et’s discard our surprise over why rock’s most infamous mild-voiced pseudo-intellectual would choose rock’s most infamous mild-voiced pseudo-aesthete as his newest collaborator. Ever since he realized that Art Garfunkel’s perfectly boring pipes imbued his pensées with a crippling solemnity, Paul Simon has hopped from textural bed to textural bed, never sticking around long enough to say thank you to Dixieland, mbaqanga, Nile Rodgers-Bernard Edwards, and Brazilian percussion. Besides, isn’t this what ‘70s singer-songwriters do when bored with acoustic guitars? Ask Joni Mitchell, Jackson Browne, and Neil Young. Call it 50 Ways to Leave the Straitjacket of American Rhythms.
I suspect that the wary are more concerned about Brian Eno’s name on the credits anyway. Sure, they’re both fat and balding, but what’s His Holiness doing with such an icon of middlebrow sophistication? The same thing he did with David Bowie, Ultravox, and U2 (and, lest we forget, James): remind middlebrows with highbrow aspirations that their business is writing good songs, while his is to let these good songs float in a sea of permutation. The trouble is, the seas have been calm for years; these days Eno the highbrow parvenu is more comfortable at the lectern. Thus, a collaboration with Paul Simon makes sense: put two artists who’ve been boring for years together and you get enviable symmetry, as delicious in its way as David Byrne-Brian Eno—with better hair.
Surprise sounds a lot like 1983’s Hearts & Bones, Simon’s first commercial bomb, forgotten when Chevy Chase sold Graceland to the MTV generation a couple of years later. A funny thing, though: nowadays everyone seems to own a copy of Hearts & Bones, making it his most overrated album. H&B is dense, quiet, and insular, so cheerful in its narcissism, so maladroit in its yearning to be cool (check out Simon’s shirt on the cover: New Wave!). Gauche too: playing a Syclavier like an electric piano won’t turn you into Suicide. Surprise commits no such missteps. It’s almost as good as H&B, and likely to be as undervalued, but don’t worry: give it 20 years and its cadenced ruminations and instantly dated production will get some love from the usual suspects.
The processed guitars of “How Can You Live in the Northeast?” begin the album with a convincing clang, while the lyrics just clang: “If the answer is infinite light / Why do we sleep in the dark?” This and “Wartime Prayers,” an attempt at 9-11 come-on-up-fer-a-rising, yearn for a metaphysical uplift which Simon’s pedantic humanism can’t summon. Fortunately Simon devotes most of Surprise to his two favorite subjects—Paul Simon and Guys Who Act Like Paul Simon—with most of his considerable acuity. We learn what tears are made of in the fragile “Sure Don’t Feel Like Love”; the schmuck in “Outrageous” with dyed hair the color of mud wonders, “Who’s gonna love you when your looks are gone?” Throughout Eno keeps his trademark whoops and bleeps under control, although his idea of sonic innovation these days is to emulate William Orbit circa 1998, or to filter Simon’s powdery voice.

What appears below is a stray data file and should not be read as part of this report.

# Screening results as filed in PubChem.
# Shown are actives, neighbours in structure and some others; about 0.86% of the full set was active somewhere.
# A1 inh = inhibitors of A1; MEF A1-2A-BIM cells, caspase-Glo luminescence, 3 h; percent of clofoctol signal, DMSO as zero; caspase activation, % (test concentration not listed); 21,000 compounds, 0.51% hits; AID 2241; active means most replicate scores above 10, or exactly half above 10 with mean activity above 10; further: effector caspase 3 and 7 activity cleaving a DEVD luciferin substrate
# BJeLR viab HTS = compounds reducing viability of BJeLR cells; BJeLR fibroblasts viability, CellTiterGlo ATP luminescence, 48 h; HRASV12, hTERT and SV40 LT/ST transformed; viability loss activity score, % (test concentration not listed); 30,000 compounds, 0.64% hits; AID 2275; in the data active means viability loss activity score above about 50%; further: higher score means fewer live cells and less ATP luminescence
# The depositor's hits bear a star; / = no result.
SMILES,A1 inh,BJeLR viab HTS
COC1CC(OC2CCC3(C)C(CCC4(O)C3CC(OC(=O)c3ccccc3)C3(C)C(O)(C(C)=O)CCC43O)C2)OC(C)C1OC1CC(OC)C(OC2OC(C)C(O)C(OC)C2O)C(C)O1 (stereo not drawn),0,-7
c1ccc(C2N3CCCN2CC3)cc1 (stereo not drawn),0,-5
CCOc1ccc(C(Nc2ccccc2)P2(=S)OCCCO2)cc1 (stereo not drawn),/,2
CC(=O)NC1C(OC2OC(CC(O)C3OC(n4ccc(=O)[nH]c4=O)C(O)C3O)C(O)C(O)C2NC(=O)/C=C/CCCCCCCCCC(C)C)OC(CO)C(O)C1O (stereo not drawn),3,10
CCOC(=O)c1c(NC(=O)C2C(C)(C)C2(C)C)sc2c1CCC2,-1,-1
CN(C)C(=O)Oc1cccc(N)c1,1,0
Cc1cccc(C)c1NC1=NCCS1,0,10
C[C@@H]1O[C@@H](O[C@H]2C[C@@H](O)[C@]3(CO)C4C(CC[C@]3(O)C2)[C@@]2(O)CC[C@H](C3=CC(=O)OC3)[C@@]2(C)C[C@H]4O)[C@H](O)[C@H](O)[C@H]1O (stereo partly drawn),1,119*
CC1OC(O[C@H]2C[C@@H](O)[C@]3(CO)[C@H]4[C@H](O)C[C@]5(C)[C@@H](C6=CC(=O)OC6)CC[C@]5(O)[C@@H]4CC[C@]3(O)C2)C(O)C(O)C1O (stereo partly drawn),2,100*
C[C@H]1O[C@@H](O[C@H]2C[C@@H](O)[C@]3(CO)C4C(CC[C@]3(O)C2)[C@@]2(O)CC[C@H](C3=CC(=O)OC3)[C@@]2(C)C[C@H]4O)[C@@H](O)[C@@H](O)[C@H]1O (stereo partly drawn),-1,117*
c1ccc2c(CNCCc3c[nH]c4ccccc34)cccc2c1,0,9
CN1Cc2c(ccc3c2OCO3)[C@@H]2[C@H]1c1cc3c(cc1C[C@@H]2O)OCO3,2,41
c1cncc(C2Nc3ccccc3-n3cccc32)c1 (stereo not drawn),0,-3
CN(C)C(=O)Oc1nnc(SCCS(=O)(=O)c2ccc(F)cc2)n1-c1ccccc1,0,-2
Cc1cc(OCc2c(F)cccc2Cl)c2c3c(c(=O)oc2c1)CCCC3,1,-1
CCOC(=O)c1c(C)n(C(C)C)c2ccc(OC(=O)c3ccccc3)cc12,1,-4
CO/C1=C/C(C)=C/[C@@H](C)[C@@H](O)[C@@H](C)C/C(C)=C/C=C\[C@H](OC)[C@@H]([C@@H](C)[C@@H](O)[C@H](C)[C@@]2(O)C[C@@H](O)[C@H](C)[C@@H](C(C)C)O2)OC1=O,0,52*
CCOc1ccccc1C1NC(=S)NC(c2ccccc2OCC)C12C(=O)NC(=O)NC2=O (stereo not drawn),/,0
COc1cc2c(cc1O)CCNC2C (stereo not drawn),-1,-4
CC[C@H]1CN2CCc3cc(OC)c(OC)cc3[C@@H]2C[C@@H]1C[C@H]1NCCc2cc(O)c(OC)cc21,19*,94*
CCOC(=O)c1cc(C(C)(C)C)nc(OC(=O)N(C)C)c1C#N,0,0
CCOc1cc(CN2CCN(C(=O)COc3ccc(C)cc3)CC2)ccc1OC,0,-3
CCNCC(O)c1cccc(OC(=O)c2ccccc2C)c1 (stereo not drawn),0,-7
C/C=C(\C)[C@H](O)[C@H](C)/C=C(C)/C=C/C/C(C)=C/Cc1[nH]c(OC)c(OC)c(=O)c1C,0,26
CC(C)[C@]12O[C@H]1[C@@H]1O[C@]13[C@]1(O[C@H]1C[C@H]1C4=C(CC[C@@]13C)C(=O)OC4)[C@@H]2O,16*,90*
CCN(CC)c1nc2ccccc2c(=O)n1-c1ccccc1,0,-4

Two exceptions dramatize the quandary facing a musician whose ambitions collide with a sixtysomething’s natural inclination to cling fiercely to old verities. It’s no coincidence that both songs are about children (perhaps grandparents are nicer to kids because they’re one stroke away from reverting to children themselves). The horrible “Beautiful” revives the colonialist canards first raised upon the release of Graceland, as the smug protagonist extols his Bengali and Kosovar babies, beating the redoubtable Angelina Jolie at her own game. “Father and Daughter” is sweeter: a basic bass-drums groove with a lovely East African electric guitar motif that evokes the pathos and mystery of the relationship as subtly as the lines, “There's nothing scary hiding under your bed / I’m gonna stand guard / Like a postcard of a Golden Retriever.” Fittingly, Eno is nowhere to be seen on this track. Middlebrow art that transcends itself doesn’t need another middlebrow muscling in.